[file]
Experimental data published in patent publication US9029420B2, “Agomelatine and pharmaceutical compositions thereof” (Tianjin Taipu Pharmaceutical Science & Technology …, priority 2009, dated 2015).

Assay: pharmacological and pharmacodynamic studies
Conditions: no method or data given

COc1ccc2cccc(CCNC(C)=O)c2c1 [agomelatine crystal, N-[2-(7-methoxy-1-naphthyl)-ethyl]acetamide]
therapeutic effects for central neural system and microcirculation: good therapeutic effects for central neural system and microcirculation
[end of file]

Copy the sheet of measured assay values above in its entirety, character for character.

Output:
Experimental data published in patent publication US9029420B2, “Agomelatine and pharmaceutical compositions thereof” (Tianjin Taipu Pharmaceutical Science & Technology …, priority 2009, dated 2015).

Assay: pharmacological and pharmacodynamic studies
Conditions: no method or data given

COc1ccc2cccc(CCNC(C)=O)c2c1 [agomelatine crystal, N-[2-(7-methoxy-1-naphthyl)-ethyl]acetamide]
therapeutic effects for central neural system and microcirculation: good therapeutic effects for central neural system and microcirculation